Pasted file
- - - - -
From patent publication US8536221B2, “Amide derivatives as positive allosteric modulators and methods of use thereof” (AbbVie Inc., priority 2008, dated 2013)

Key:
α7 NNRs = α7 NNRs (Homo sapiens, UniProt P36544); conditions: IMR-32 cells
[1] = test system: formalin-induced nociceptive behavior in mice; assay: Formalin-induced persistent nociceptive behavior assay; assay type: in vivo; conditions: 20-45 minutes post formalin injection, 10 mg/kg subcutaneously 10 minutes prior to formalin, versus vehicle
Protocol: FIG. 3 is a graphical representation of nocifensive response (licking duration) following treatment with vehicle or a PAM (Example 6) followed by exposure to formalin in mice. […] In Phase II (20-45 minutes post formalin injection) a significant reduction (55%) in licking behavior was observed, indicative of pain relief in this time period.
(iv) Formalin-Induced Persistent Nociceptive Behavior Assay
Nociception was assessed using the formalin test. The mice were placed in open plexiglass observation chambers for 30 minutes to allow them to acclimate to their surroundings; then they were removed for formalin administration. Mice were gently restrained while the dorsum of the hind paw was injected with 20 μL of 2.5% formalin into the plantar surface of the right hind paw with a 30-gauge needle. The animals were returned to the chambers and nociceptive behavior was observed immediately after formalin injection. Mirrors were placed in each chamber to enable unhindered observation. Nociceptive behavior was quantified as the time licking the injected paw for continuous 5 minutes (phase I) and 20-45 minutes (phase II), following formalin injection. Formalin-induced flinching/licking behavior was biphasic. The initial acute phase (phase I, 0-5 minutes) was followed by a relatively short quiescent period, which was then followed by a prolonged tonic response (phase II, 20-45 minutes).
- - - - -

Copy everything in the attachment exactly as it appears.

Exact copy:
From patent publication US8536221B2, “Amide derivatives as positive allosteric modulators and methods of use thereof” (AbbVie Inc., priority 2008, dated 2013)

Key:
α7 NNRs = α7 NNRs (Homo sapiens, UniProt P36544); conditions: IMR-32 cells
[1] = test system: formalin-induced nociceptive behavior in mice; assay: Formalin-induced persistent nociceptive behavior assay; assay type: in vivo; conditions: 20-45 minutes post formalin injection, 10 mg/kg subcutaneously 10 minutes prior to formalin, versus vehicle
Protocol: FIG. 3 is a graphical representation of nocifensive response (licking duration) following treatment with vehicle or a PAM (Example 6) followed by exposure to formalin in mice. […] In Phase II (20-45 minutes post formalin injection) a significant reduction (55%) in licking behavior was observed, indicative of pain relief in this time period.
(iv) Formalin-Induced Persistent Nociceptive Behavior Assay
Nociception was assessed using the formalin test. The mice were placed in open plexiglass observation chambers for 30 minutes to allow them to acclimate to their surroundings; then they were removed for formalin administration. Mice were gently restrained while the dorsum of the hind paw was injected with 20 μL of 2.5% formalin into the plantar surface of the right hind paw with a 30-gauge needle. The animals were returned to the chambers and nociceptive behavior was observed immediately after formalin injection. Mirrors were placed in each chamber to enable unhindered observation. Nociceptive behavior was quantified as the time licking the injected paw for continuous 5 minutes (phase I) and 20-45 minutes (phase II), following formalin injection. Formalin-induced flinching/licking behavior was biphasic. The initial acute phase (phase I, 0-5 minutes) was followed by a relatively short quiescent period, which was then followed by a prolonged tonic response (phase II, 20-45 minutes).